In Florida, Gov. Ron DeSantis said his state is “not going back” to widespread shutdowns. He has not issued a statewide mask mandate, but most jurisdictions have called on the public to wear a facial covering when in stores or other public venues.
As of July 11, Texas Gov. Greg Abbott had rolled back some of his reopening plan. The state has a mask order requiring all residents to wear a face covering over the nose and mouth in public.
Besides requirements for face coverings, other directives that have become common place around the country include social distancing, limits on gatherings, hand-sanitizing procedures, and when it comes to houses of worship, best practices for disinfecting pews and other areas of worship spaces, in places where public celebration of the Mass has resumed with limited crowd capacity.
“If a church cannot be sanitized according to the cleaning and disinfection norms, church gatherings may not resume there,” the Diocese of El Paso, Texas, says on its website. “Similarly, if a liturgical celebration or event cannot maintain the social distancing norms, it may not take place.”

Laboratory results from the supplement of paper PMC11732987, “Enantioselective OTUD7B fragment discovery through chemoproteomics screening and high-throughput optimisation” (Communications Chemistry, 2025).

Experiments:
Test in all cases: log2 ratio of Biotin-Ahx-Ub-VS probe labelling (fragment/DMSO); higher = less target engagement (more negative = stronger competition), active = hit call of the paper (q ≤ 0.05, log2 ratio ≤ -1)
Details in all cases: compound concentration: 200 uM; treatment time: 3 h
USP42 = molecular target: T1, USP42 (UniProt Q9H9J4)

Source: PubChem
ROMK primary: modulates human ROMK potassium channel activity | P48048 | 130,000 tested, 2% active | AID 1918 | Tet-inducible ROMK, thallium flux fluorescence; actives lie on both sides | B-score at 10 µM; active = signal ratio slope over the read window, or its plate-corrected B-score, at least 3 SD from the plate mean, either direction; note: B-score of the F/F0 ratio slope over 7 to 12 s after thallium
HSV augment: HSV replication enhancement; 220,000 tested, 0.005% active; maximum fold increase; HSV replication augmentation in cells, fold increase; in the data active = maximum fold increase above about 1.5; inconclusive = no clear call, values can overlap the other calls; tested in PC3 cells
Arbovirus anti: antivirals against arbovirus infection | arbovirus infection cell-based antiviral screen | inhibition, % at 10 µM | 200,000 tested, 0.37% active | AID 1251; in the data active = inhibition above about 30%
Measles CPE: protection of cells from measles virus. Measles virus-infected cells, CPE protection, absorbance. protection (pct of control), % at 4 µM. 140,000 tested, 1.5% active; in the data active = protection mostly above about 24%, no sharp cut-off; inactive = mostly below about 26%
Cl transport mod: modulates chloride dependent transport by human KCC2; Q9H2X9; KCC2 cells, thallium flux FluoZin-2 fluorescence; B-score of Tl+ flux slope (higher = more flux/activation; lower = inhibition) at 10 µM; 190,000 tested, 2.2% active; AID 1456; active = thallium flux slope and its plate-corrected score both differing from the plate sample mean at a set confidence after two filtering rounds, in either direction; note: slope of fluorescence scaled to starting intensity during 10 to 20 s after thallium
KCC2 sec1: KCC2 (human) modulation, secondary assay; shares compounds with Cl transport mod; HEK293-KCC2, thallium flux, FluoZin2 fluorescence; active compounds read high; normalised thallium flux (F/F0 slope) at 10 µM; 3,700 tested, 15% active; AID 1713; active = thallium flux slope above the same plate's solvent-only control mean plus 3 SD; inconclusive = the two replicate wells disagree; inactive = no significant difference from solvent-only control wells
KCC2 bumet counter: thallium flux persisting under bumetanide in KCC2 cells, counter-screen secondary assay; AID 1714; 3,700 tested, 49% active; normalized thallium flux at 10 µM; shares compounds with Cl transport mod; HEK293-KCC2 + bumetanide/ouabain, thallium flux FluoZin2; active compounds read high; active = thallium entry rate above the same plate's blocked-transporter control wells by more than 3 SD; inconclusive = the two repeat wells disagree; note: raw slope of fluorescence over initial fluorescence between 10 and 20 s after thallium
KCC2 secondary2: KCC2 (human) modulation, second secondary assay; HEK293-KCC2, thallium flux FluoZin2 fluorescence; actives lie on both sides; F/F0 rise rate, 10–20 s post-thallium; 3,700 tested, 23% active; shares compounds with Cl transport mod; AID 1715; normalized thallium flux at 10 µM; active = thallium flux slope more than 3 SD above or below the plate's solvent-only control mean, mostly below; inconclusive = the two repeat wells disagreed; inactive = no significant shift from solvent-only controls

One of the most debated issues right now around the country during this ongoing pandemic is whether, when fall comes, schools should open and hold in-classroom lessons, or stick to online distance learning, or do carryout some hybrid of the two.
Fauci said the main goal is to have the children in school, but that goal must be modified in different regions of the United States based on the status of COVID-19 in those regions.
“As a general principle, we should try as best as possible to keep the children in school for the reasons that the unintended downstream ripple affect consequences of keeping the kids out of school and the impact on working families could be profound,” he explained in the webinar.
“However, that is going to vary from where you are in the country and the dynamics of the outbreak are in your particular region,” Fauci added. “Although the fundamental principle is there, the one other guiding principle and is overriding is the safety and welfare of the children and teachers.”